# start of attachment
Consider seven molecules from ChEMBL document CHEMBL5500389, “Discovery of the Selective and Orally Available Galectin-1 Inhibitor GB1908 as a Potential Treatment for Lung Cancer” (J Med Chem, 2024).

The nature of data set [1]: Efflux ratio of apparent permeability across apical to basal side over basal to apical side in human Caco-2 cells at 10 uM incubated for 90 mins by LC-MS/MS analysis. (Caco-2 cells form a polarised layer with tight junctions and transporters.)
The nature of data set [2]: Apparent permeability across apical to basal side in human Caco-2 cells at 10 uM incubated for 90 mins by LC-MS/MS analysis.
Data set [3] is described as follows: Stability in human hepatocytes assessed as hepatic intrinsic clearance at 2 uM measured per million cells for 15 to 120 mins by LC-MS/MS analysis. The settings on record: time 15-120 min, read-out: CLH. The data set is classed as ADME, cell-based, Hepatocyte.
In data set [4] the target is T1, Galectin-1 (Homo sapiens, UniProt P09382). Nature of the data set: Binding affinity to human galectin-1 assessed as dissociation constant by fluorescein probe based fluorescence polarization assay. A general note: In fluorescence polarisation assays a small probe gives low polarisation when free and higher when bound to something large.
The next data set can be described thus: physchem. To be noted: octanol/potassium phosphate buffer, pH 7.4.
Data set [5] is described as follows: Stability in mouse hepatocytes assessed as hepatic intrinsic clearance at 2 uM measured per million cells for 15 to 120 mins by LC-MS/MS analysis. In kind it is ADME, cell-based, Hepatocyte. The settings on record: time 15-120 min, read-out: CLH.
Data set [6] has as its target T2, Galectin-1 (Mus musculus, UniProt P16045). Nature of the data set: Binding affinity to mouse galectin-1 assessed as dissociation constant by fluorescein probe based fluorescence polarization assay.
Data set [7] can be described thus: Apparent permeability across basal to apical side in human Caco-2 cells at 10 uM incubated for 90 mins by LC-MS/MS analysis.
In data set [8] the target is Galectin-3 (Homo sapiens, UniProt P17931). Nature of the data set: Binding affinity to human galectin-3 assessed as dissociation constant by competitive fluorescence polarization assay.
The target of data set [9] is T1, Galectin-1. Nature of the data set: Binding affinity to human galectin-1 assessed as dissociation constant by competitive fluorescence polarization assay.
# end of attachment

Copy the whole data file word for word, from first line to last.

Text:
Consider seven molecules from ChEMBL document CHEMBL5500389, “Discovery of the Selective and Orally Available Galectin-1 Inhibitor GB1908 as a Potential Treatment for Lung Cancer” (J Med Chem, 2024).

The nature of data set [1]: Efflux ratio of apparent permeability across apical to basal side over basal to apical side in human Caco-2 cells at 10 uM incubated for 90 mins by LC-MS/MS analysis. (Caco-2 cells form a polarised layer with tight junctions and transporters.)
The nature of data set [2]: Apparent permeability across apical to basal side in human Caco-2 cells at 10 uM incubated for 90 mins by LC-MS/MS analysis.
Data set [3] is described as follows: Stability in human hepatocytes assessed as hepatic intrinsic clearance at 2 uM measured per million cells for 15 to 120 mins by LC-MS/MS analysis. The settings on record: time 15-120 min, read-out: CLH. The data set is classed as ADME, cell-based, Hepatocyte.
In data set [4] the target is T1, Galectin-1 (Homo sapiens, UniProt P09382). Nature of the data set: Binding affinity to human galectin-1 assessed as dissociation constant by fluorescein probe based fluorescence polarization assay. A general note: In fluorescence polarisation assays a small probe gives low polarisation when free and higher when bound to something large.
The next data set can be described thus: physchem. To be noted: octanol/potassium phosphate buffer, pH 7.4.
Data set [5] is described as follows: Stability in mouse hepatocytes assessed as hepatic intrinsic clearance at 2 uM measured per million cells for 15 to 120 mins by LC-MS/MS analysis. In kind it is ADME, cell-based, Hepatocyte. The settings on record: time 15-120 min, read-out: CLH.
Data set [6] has as its target T2, Galectin-1 (Mus musculus, UniProt P16045). Nature of the data set: Binding affinity to mouse galectin-1 assessed as dissociation constant by fluorescein probe based fluorescence polarization assay.
Data set [7] can be described thus: Apparent permeability across basal to apical side in human Caco-2 cells at 10 uM incubated for 90 mins by LC-MS/MS analysis.
In data set [8] the target is Galectin-3 (Homo sapiens, UniProt P17931). Nature of the data set: Binding affinity to human galectin-3 assessed as dissociation constant by competitive fluorescence polarization assay.
The target of data set [9] is T1, Galectin-1. Nature of the data set: Binding affinity to human galectin-1 assessed as dissociation constant by competitive fluorescence polarization assay.